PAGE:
August 18th and 20th
Chaired by Jamie Jauncey and Janet Smyth
Baillie Gifford Main Theatre
In his home city of Edinburgh, Alexander McCall Smith needs little introduction. Emeritus Professor of Law at the University of Edinburgh and author of an impressive number of novels, poems, short stories, and books for children, McCall Smith, or “Sandy” as he is known, is as integral a part of this capital as practically any other writer. Perhaps best known for his The No. 1 Ladies’ Detective Agency series and his serial novels revolving around the inhabitants of 44 Scotland Street, McCall Smith continues to constantly entertain his readers both at home and abroad.
The Student was fortunate enough to be present at two sold-out sessions with the author in the Baillie Gifford Main Theatre. A topic brought up at both of these events was the rather impressive productivity shown by McCall Smith in relation to his work. Since we last saw him at the Book Fest, he has published four new novels, written an opera, travelled excessively, and written a book about his home town, entitled A Work of Beauty: Alexander McCall Smith’s Edinburgh. Compiled of images from Scotland’s national collection of architecture and archaeology, combined with McCall Smith’s own words, this book has been described as a stunning tribute to the city of Edinburgh, its history, and its people.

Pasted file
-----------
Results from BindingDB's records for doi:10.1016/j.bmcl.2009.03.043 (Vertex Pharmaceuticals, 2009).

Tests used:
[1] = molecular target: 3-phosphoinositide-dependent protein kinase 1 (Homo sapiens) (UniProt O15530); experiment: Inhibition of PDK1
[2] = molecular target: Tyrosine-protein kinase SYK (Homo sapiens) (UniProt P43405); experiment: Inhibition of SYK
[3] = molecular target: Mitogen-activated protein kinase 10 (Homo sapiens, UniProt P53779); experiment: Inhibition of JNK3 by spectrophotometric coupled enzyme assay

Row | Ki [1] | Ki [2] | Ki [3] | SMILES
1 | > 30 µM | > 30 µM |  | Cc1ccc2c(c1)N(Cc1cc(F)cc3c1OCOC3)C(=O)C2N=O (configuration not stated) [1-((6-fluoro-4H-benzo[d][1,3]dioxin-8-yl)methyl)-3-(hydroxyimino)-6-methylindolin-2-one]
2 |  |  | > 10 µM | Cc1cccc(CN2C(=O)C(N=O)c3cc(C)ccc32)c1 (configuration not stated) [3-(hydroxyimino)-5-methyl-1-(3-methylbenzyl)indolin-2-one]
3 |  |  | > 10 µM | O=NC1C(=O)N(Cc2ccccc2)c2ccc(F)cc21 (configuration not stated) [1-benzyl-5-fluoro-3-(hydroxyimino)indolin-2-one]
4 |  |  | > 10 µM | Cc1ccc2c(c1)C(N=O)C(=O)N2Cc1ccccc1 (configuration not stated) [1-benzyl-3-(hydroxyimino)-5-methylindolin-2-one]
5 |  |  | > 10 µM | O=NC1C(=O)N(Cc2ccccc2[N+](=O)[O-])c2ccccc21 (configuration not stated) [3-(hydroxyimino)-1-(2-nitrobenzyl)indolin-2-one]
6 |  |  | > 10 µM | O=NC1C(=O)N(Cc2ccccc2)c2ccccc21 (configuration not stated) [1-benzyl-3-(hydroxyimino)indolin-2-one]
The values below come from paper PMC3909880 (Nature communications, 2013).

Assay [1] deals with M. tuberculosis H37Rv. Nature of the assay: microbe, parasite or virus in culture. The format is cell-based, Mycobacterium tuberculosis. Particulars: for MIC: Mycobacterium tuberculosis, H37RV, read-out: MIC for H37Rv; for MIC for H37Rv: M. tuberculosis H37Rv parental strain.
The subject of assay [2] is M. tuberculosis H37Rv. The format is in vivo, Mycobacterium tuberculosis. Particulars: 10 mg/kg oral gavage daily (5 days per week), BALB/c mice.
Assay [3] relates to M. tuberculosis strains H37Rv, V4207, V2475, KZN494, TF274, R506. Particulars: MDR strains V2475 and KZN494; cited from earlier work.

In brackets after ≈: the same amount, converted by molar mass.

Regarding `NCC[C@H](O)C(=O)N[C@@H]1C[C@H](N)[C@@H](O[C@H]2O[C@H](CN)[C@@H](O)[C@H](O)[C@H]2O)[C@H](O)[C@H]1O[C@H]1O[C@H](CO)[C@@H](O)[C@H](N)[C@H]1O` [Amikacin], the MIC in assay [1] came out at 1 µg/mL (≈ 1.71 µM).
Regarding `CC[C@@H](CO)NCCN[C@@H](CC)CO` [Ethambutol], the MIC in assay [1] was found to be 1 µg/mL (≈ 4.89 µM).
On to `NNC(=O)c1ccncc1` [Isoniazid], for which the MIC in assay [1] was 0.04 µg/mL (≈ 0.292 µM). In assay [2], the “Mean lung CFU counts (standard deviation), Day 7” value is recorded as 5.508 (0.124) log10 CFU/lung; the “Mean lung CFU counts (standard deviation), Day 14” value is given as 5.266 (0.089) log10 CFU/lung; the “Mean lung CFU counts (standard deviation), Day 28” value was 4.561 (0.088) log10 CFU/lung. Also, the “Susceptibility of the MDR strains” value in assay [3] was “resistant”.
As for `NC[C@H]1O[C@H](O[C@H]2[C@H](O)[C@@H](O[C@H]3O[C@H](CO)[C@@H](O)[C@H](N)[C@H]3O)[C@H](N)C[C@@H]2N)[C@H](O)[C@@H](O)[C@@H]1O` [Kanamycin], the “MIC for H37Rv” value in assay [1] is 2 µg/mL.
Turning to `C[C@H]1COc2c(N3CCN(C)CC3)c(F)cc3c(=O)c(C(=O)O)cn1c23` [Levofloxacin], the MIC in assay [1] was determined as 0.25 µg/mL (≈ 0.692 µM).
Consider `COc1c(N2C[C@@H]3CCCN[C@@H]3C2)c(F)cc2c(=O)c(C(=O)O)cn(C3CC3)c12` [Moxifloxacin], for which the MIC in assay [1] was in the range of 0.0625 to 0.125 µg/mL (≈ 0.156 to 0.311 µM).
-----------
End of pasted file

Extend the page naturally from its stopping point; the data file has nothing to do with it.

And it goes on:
Anyone who has ever been to a literary event with Alexander McCall Smith knows that the most obvious thing about him is that he is a wonderful orator and storyteller. One particular highlight was to hear McCall Smith justify the existence of “pushy mothers” following a conversation about Bertie’s mother Irene, and his constant struggle to free himself of her panoptic presence. Although he admitted that pushy mothers “is a very serious problem”, he still maintained that, “if we didn’t have them, no one would learn the piano,” a remark than went down well with one or two Edinburgh mothers in the audience.
McCall Smith finished both events with a reading from his most recent works, and a showing of some of the images in A Work of Beauty up on the big screen. To the roaring applause of the audience, McCall Smith left the theatre to take up his seat in the Signing Tent, where a massive queue soon emerged. Both events confirmed a fact that we already knew: that one of the most prolific authors in the world is also one of the most loved, both in Edinburgh and beyond.
Photo: Alan McCredie, Edinburgh International Book Festival